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The Eager Pursuit of Sloths

The following is an article from The Annals of Improbable Research.

(Image credit: Flickr user MicroMacroMicro)

by Alice Shirell Kaswell, Improbable Research staff

Sloth, sloth, sloth. Sloths. Yes, their name is synonymous and homonymous with a certain style of sin. But scientists pursue them for other reasons, too.

The animals move—something they do on occasion—in what can seem to be mysterious ways. They hang upside down from tree limbs, and sometimes amble that way, there. On the ground, ambling right side up is their preferred way to get from here to slightly over there. They often snooze.

A study called "Three-Dimensional Kinematic Analysis of the Pectoral Girdle During Upside-Down Locomotion of Two-Toed Sloths" appeared two years ago in the journal Frontiers in Zoology.
    
"Three-Dimensional Kinematic Analysis of the Pectoral Girdle During Upside-Down Locomotion of Two-Toed Sloths (Choloepus didactylus, Linné 1758)," John A. Nyakatura and Martin S. Fischer, Frontiers in Zoology, vol. 12, no. 7, July 12, 2010, p. 21–36. 

(Image credit: Flickr user Josh More)

John Nyakatura and Martin Fischer of Friedrich-Schiller- Universität in Germany analyzed the "suspensory quadrupedal locomotion" of two sloths. They concluded that an earlier biologist had exaggerated, but only slightly, in proclaiming that "of all mammals the sloths have probably the strangest mode of progression."

Others hesitated less to say more. A 2007 book called Victorian Animal Dreams: Representations of Animals in Nineteenth-Century Literature and Culture gets a bit slothful about facts. It says: "As the early Victorians well knew, the living descendants of the sloth family not only spend their lives suspended upside down in trees, but are also incapable of walking, and are, in fact, so slow that moss grows on their fur."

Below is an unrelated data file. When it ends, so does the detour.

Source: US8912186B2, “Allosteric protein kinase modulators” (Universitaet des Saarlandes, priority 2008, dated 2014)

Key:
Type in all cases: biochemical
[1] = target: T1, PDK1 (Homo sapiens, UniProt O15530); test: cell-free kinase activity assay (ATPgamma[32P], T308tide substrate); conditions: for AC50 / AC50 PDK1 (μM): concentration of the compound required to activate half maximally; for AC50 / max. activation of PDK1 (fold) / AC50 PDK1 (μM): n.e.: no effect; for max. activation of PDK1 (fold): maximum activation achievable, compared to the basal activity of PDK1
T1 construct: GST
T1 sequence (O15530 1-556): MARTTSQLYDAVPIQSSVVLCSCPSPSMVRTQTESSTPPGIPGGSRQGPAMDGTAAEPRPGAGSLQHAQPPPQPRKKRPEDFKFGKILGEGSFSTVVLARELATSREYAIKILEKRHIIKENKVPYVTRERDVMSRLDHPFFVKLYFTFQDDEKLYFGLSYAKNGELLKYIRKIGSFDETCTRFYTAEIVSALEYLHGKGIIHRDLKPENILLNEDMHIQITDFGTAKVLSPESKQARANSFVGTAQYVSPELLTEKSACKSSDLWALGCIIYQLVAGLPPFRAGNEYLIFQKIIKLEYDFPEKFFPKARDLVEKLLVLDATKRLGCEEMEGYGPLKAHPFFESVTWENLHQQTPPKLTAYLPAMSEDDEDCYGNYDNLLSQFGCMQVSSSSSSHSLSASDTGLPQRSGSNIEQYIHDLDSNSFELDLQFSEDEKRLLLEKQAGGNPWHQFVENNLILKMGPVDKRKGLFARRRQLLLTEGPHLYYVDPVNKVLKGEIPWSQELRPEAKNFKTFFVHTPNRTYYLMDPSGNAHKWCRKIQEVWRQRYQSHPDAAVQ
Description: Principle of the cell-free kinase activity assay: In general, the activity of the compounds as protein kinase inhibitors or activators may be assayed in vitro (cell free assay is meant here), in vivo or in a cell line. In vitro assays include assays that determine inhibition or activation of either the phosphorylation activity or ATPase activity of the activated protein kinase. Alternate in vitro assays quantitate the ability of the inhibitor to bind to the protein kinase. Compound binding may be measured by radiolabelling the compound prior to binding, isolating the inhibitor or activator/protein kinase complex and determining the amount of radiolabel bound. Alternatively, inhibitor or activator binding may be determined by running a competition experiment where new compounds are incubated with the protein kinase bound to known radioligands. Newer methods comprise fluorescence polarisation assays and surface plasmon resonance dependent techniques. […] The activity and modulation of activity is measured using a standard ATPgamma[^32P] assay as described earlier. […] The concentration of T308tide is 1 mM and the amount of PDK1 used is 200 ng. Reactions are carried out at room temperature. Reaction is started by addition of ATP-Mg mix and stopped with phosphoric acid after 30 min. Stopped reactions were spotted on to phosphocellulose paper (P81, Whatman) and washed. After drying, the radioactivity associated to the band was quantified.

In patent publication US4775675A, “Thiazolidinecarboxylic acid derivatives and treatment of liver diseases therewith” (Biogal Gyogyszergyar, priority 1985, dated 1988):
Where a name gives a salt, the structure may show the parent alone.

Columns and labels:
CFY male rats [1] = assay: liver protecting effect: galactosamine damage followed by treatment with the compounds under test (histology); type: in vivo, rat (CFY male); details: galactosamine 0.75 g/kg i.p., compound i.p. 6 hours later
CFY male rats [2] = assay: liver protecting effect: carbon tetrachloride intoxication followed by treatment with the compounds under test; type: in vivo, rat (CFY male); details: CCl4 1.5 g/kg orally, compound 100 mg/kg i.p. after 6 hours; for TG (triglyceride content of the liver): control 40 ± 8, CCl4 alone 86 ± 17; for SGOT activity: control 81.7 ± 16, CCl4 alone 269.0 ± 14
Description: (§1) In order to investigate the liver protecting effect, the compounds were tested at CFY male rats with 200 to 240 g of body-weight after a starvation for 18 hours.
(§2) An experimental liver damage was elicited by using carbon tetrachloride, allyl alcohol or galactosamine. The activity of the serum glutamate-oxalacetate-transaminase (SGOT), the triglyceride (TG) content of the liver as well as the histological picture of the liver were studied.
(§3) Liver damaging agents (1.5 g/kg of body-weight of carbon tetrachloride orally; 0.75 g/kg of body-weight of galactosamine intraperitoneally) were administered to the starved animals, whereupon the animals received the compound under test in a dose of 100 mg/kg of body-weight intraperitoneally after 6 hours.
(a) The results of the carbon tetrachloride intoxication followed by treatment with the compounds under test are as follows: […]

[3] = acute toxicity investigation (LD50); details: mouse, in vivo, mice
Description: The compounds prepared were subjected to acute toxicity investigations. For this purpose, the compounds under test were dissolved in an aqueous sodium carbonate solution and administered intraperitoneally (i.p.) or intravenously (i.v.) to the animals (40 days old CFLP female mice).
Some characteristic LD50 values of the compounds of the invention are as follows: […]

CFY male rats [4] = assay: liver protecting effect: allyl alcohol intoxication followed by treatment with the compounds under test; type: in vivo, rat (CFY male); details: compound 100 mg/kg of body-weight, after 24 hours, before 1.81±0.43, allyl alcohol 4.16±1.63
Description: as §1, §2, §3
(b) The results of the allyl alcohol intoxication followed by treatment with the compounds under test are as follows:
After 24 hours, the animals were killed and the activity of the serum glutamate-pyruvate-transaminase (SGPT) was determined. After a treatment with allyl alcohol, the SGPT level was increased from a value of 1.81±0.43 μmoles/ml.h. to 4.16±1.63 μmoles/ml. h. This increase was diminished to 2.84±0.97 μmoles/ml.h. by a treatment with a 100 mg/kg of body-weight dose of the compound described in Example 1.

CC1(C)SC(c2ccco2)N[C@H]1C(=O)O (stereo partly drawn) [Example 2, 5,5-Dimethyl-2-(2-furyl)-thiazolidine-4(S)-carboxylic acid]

Victorian Animal Dreams: Representations of Animals in Nineteenth-Century Literature and Culture, Deborah Denenholz Morse and Martin A. Danahay, Ashgate Publishing, 2007, ISBN 978-0- 7546-5511-4.

Slothful Use of Hands and Feet

There has been some more careful research, in the sense that it is research undertaken more carefully. In 1981 Frank C. Mendel of the State University of New York, Buffalo, published a painstaking analysis called "Use of Hands and Feet of Two-toed Sloths During Climbing and Terrestrial Locomotion," in the Journal of Mammalogy. Four years later, Mendel published a not quite identical paper called "Use of Hands and Feet of Three-toed Sloths During Climbing and Terrestrial Locomotion."



"Use of Hands and Feet of Two-Toed Sloths (Choloepus hoffmanni) During Climbing and Terrestrial Locomotion," Frank C. Mendel, Journal of Mammalogy, vol 62, no. 2, 1981, pp. 413–21. State University of New York, Buffalo.


"Use of Hands and Feet of Three-Toed Sloths (Bradypus variegatus) During Climbing and Terrestrial Locomotion," Frank C. Mendel, Journal of Mammalogy, vol. 66, no. 2, 1985, pp. 359–66.

Sloths in Pennsylvania


Sloths, native to south and central America, do now and then get around. Robert Enders published a paper in 1940 called "Observations on Sloths in Captivity at Higher Altitudes in the Tropics and in Pennsylvania":

"Observations on Sloths in Captivity at Higher Altitudes in the Tropics and in Pennsylvania," Robert K. Enders, Journal of Mammalogy, vol. 21, no. 1, 1940, pp. 5–7.
 
Enders transported two sloths from their native Panama to his workplace at Swarthmore College in Pennsylvania, where they soon died.